There are polar opposite views on what the phrase “natural born citizen” in the Constitution means. One pole is the legal community and the other the birthers. How can reasonable people come to such different opinions?
Obviously one answer is that the birther side isn’t being reasonable; however, there is a little more to it. The fact of the matter is that our country has not always been of one mind on citizenship, and that there have been periodic bouts of anti-immigration sentiment in the population, sentiment reflected in the statements of politicians and sometimes in the courts and occasionally in statutes (like the Chinese Exclusion Act). Like it or not, the Dred Scott decision was the law of the land until it was supplanted by the 14th Amendment, no matter how bizarre and racist its conclusions sound today.
I was digging through some bookmarks last week and re-discovered a 2006 Congressional Research Service report, “U.S. Citizenship of Persons Born in the United States to Alien Parents.” I found the report valuable in understanding the historical context. They wrote on page 4 (footnotes omitted):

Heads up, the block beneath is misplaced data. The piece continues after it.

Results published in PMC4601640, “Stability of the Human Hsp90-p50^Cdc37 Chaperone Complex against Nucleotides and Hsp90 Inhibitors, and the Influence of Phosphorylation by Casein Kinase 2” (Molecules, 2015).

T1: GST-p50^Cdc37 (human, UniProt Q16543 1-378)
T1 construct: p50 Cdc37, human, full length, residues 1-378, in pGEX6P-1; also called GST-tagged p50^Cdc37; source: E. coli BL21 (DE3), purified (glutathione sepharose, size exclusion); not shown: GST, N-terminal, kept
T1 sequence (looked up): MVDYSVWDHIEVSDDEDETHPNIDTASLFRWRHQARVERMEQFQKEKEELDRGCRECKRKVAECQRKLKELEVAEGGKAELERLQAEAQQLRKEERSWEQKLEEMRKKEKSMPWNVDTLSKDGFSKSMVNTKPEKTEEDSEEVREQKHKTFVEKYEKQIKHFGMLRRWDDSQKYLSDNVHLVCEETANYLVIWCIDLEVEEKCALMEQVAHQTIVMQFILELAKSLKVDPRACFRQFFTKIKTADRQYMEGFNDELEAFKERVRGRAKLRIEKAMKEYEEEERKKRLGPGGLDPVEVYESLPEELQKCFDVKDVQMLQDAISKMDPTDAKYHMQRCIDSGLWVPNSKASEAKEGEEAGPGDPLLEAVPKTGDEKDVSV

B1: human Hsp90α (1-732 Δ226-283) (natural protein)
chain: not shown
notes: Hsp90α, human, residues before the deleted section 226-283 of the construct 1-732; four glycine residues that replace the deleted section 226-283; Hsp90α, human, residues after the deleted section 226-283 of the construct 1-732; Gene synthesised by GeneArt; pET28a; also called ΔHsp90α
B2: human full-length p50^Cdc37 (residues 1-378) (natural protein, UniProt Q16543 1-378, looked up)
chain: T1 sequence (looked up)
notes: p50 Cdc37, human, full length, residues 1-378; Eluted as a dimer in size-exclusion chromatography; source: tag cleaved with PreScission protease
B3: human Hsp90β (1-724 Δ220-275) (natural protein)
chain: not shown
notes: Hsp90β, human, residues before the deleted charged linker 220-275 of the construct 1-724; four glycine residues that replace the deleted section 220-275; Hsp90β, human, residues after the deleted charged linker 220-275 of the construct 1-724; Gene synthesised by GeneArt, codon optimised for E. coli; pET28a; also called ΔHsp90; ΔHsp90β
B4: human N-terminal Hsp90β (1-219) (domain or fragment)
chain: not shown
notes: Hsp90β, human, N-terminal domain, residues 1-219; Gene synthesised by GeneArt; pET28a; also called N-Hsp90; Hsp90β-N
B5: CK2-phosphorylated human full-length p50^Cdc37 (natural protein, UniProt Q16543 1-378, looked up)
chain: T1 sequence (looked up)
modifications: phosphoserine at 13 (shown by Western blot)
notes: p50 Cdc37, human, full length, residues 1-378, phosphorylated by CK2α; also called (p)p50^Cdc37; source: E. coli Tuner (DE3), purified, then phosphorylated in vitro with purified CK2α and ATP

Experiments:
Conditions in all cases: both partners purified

Although the English common law at the time of the adoption of the Constitution considered a person born in the English dominions to alien parents to be an English citizen unless those alien parents fit into the exceptions described above, and although American law apparently generally accepted this position, there nevertheless appeared to be some uncertainty as to whether persons born in the United States to alien parents were, in fact, citizens of the United States. Some scholars ascribe this uncertainty to the desire of Americans to embrace both a “consensualist” doctrine of citizenship, by which a person and a government consent to be mutually obligated, and an “ascriptive” doctrine by which a person is ascribed citizenship by virtue of circumstances beyond his control, such as birth within a particular territory or birth to parents with a particular citizenship.
It is the general view of the legal community that this issue was put to rest by the US Supreme Court in the 1898 case of US v. Wong. But even the Wong decision was split 6-2.
Given that confirmation bias leads us to select those authorities and citations that confirm what we already believe, it should be no surprise that in the midst of a wealth of conflicted history, each side could find things to make the case that suits them. The fact that the birthers always lose in court should inform us on which side has the stronger argument.